• Tell me about a time where you didn’t receive complete direction or information about a job, what did you do and how did you adapt to the situation?
  • Tell me about a time that you made a mistake while on the job. What was the reason for the mistake and how did you correct it?
  • Describe a problem and ask them to walk you through the thought process of their proposed solution
  • Describe a scenario or past experience where you had no idea how to fix a problem. How did you adapt and overcome the situation?
  • Do you keep up with current events and technological advancements in the electrical industry?
  • If you’re unable to complete a project by it’s assigned deadline, what would you do?

Example: You’re halfway through a project and your manager calls to tell you that the scope/requirements of the projects have changed. What would you do?

Example: Someone on your team decides to quit, how do you adapt?

Example: You’ve made a repair diagnosis, gotten the go-ahead from both the customer and your manager, and finished the repair. However, your repair hasn’t solved the problem. What do you do next?

Detail Orientation

While a strong attention to detail may not be essential for all lines of work, it’s definitely something you have to have when working in the electrical field. Make sure your potential employee knows that now, otherwise they have the potential to cause more harm than help in the future.  

  • What processes do you use to check your quality of work? How does this change when you’re on a tight deadline?
  • Are you “big picture” or “detail” oriented? Give an explanation for your choice.

Knowledge of Electrical Systems


These questions are designed to test your candidate, seeing just what they do (and don’t) know.  Some of these are basic questions to weed out candidates who don’t know the basic fundamentals of electrical systems, while others are questions that’ll give them a chance to shine if they answer correctly and add their own spin on it. A win-win!

  • Explain the difference between a circuit breaker and a fuse.
  • Do you think PPE is necessary for every job?
  • Walk me through your process for servicing a malfunctioning transformer. 
  • What methods do you use to prevent over-lamping?
  • Do you have experience with PLC programming?
  • Do you have experience with using mobile technology to diagnose an issue?

Soft Skills/ Interpersonal Skills

Finding out whether or not the candidate has good interpersonal skills should be a top priority, especially if they’re doing residential work where they’ll frequently be in contact with customers, as well as in their homes. These will help you get a better feel for their decision making abilities and put yourself in the shoes of the customer they may potentially have to deal with in the future.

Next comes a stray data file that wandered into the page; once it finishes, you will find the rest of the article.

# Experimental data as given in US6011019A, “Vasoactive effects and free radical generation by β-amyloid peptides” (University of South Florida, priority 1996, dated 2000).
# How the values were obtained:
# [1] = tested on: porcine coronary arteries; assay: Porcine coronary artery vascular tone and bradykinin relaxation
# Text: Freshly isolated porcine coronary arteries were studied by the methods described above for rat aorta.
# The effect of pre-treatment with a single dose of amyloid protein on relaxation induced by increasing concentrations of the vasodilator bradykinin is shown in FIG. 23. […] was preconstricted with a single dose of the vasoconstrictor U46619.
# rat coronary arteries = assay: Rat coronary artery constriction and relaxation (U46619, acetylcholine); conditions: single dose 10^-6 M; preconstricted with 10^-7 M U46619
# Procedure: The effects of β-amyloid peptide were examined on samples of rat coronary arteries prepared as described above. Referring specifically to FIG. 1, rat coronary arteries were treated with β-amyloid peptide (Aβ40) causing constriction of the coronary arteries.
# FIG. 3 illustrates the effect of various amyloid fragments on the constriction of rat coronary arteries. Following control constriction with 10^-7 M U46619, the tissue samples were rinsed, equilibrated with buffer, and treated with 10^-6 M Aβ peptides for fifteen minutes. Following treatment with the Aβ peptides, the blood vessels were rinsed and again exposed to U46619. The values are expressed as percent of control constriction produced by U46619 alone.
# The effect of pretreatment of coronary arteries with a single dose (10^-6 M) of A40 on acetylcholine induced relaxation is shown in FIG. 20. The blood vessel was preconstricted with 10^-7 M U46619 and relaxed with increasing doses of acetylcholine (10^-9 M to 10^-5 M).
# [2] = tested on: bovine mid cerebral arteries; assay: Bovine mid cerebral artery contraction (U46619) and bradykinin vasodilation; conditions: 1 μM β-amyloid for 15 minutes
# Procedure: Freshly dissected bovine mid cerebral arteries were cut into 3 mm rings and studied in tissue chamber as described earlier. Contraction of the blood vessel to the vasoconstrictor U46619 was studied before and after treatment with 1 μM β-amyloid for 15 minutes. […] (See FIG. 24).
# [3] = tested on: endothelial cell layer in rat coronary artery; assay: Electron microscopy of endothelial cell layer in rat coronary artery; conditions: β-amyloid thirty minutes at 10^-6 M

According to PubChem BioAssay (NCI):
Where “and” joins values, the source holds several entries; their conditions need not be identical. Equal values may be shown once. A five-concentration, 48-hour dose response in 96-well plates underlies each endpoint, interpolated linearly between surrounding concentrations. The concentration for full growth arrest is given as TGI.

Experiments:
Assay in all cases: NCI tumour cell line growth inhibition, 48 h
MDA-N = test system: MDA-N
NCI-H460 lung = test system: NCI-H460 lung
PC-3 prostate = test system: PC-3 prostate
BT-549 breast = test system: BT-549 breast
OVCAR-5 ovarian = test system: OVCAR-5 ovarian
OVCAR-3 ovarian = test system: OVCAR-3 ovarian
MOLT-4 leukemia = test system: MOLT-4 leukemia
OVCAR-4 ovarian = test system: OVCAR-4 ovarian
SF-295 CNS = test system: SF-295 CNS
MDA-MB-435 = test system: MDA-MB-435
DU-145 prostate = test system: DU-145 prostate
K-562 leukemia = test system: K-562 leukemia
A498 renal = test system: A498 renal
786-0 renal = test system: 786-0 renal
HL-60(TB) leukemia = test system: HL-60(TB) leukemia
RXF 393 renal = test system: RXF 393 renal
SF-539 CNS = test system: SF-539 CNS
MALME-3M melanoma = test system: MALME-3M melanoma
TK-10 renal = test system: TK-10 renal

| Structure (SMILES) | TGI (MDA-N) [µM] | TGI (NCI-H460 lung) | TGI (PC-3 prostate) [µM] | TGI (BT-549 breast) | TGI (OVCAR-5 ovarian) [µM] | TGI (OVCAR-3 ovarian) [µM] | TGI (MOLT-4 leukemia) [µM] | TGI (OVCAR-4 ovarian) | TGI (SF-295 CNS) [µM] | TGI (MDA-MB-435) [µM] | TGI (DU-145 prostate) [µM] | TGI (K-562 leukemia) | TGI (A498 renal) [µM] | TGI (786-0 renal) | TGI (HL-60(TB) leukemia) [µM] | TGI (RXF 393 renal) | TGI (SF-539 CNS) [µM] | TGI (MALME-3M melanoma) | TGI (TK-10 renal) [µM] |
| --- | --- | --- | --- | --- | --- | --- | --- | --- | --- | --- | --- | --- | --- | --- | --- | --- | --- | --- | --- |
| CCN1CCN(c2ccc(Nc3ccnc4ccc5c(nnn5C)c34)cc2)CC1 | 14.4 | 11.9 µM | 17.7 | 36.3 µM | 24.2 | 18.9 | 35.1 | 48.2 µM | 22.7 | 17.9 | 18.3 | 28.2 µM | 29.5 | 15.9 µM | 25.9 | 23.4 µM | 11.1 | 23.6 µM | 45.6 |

• How do you deal with difficult customers?
  • Tell me about a time where you impressed a customer, how did you do it?
  • Tell me about an instance when you provided above-and-beyond customer service.
  • How do you explain a complex diagnosis to a customer?
  • Have you ever turned a dissatisfied customer into a satisfied one? Explain how you did it.
  • Tell me about a time when a customer was critical of your work. What did you learn and how did you respond?
  • How would you respond if a customer complained that the pricing of our products or services was too high?
  • A consumer becomes enraged over the cost of a repair. How did you react?
  • Tell us about a challenging team member personality  you dealt with at work and how you handled it.
  • Do you take criticism well?
  • What are your expectations of your boss and coworkers?
  • On a project team, what role do you prefer to play?
  • What about coworkers can easily upset you?
  • What attributes in a companion would you want if you were stuck on a deserted island with them?
  • What would you do if you noticed a coworker making a mistake?
  • Tell me about a situation where you were able to motivate a member of your team.

Situational & Behavioral Questions

It’s hard to know exactly how you’ll react in a situation until you’re in it. Use these questions to figure out how they think, how they’d react, and more to see if they’ll be effective in the field and with other employees and customers.

  • A consumer becomes enraged over the cost of a repair. How would you react?
  • Can you tell me about a time when you surprised a customer, what you did, and why?
  • Have you ever changed a dissatisfied customer into a satisfied one? Explain.
  • How do you balance the demand for quick decisions and the necessity for safety while on the job?
  • Do you like to make friends with your coworkers or keep things purely professional?

Work Ethic and Motivation

Not everyone who applies for a job actually wants to be a high performer, so do your due diligence with this section to be sure you are hiring someone that you can trust, and will do their work without having someone there to force them into it.  

  • What does work ethic mean to you, and how would you describe it?
  • What do you do when things at work are slow or you've finished your work?
  • Tell me about an instance when you went above and beyond at work.